Plastic Surgery Research Council
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PSRC 60th Annual Meeting

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Identification And The Effective Repair Of The Athletic Hernia
Som Kohanzadeh, MD, Morgan S. Martin, MD, Derek Marrero, MD, Liana M. Lugo, MD, Luis O. Vasconez, MD, David Shokrian, MD.
Univ of Alabama Birmingham, Birmingham, AL, USA.

Purpose: Athletes often suffer from specific injuries, unlike people with more sedentary lifestyles. One such entity is the athletic hernia, otherwise known as a “sports hernia”; presenting with athletic pubalgia; where the groin is affected in such individuals. Chronic inguinal pain in professional or recreational athletes without evidence of a true hernia is the presentation. There is no evidence of inguinal herniation, however, upon examination there is point tenderness at the pubic symphysis, which is accentuated by resisted hip adduction. This is secondary to rupture of the muscular attachment to the pubis (Figure 1). This study describes the identification and diagnosis, followed by operative outcomes using a validated survey in a consecutive series of patients following surgical repair. The repair involves repair and reinforcement of the muscular attachments at the pubic symphysis. This is accomplished through pelvic floor reinforcement with a local muscle flap and mesh (Figures 2-4).
Methods: Over a 12 year period, from 2000 through 2012, the aforementioned sports hernia repair was performed by the senior author (L.O.V) in 51 patients. Demographic data was collected and a Pain questionnaire was used to evaluate postoperative outcomes.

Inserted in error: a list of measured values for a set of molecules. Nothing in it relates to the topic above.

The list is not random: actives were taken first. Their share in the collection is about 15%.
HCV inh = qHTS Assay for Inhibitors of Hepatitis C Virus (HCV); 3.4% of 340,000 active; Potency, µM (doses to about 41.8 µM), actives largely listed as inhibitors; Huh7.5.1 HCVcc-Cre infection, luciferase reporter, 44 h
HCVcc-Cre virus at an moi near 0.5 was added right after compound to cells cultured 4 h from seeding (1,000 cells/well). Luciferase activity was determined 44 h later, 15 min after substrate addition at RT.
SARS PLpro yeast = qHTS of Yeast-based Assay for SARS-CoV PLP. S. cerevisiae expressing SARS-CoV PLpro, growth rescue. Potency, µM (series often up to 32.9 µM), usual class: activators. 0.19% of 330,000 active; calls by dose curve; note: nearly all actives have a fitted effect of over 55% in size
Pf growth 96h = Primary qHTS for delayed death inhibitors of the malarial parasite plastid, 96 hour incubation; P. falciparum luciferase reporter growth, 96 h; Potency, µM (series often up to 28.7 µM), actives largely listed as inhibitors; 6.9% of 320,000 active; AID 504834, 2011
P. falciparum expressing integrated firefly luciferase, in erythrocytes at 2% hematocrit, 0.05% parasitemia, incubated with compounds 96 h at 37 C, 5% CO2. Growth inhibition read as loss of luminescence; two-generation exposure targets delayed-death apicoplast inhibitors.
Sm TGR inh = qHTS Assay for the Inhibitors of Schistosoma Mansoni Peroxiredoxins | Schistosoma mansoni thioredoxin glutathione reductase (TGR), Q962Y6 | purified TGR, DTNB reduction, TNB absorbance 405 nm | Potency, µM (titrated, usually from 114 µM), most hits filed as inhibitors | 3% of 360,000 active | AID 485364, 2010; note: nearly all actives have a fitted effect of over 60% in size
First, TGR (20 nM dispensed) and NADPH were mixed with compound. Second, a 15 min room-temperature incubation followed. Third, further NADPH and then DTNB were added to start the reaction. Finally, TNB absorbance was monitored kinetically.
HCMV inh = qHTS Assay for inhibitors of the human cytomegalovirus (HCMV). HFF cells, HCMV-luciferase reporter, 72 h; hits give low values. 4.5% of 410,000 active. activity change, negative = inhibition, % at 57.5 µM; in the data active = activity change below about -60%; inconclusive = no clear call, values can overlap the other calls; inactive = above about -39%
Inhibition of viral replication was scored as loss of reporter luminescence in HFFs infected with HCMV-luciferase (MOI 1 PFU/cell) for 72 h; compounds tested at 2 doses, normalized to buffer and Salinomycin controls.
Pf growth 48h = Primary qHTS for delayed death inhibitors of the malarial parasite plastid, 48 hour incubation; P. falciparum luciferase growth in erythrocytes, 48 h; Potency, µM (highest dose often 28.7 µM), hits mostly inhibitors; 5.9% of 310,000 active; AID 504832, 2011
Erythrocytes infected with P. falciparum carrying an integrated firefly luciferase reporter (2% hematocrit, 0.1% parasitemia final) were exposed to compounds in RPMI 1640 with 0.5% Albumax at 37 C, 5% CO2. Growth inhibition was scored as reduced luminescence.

Results: The median age was 22 years. The patients were involved in a variety of sports, including: football (35%), soccer (20%), running (15%), basketball (10%), cycling (8%), baseball (6%), volleyball (4%), and martial arts (2%). 53% of patients were college athletes. There was a 70% survey response rate with only 8% of patients reporting no improvement; 92% with either marked or complete resolution. 78% had resolution of pain within 1 month. The remaining patients were pain free by 12 months postoperatively. 88% had no sports limitations after treatment.
Conclusion: Sports hernia is an often misdiagnosed problem, and thus has limited treatment and even less frequently evaluated outcomes. Imaging studies are often non-diagnostic. However, through physical exam findings, most notably point tenderness at the pubis exacerbating with forced hip adduction. Excellent outcomes were noted with the use of an internal oblique flap overlying a propylene mesh to help repair and reinforce the injury. This method served to relieve the pain and allow return to full activity in the vast majority of patients.




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